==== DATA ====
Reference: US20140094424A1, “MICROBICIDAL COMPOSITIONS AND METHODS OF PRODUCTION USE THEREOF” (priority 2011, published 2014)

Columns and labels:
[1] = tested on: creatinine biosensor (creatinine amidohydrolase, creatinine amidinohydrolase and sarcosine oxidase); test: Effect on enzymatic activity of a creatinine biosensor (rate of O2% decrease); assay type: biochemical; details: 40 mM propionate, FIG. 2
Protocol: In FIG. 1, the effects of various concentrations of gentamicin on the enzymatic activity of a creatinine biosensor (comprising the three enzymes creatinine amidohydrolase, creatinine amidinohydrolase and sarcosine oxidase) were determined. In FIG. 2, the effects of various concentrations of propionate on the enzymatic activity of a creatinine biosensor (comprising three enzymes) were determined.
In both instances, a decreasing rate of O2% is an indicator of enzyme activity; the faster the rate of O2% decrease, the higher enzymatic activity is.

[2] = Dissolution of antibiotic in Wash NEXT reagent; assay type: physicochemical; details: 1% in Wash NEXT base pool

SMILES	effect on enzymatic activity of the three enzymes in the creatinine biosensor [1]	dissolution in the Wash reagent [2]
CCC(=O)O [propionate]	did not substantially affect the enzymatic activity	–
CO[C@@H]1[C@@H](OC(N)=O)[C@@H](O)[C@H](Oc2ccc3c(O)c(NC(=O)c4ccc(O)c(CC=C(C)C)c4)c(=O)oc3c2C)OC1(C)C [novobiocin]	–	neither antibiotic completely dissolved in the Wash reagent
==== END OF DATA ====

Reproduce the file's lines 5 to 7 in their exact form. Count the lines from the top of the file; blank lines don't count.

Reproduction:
In both instances, a decreasing rate of O2% is an indicator of enzyme activity; the faster the rate of O2% decrease, the higher enzymatic activity is.

[2] = Dissolution of antibiotic in Wash NEXT reagent; assay type: physicochemical; details: 1% in Wash NEXT base pool

SMILES	effect on enzymatic activity of the three enzymes in the creatinine biosensor [1]	dissolution in the Wash reagent [2]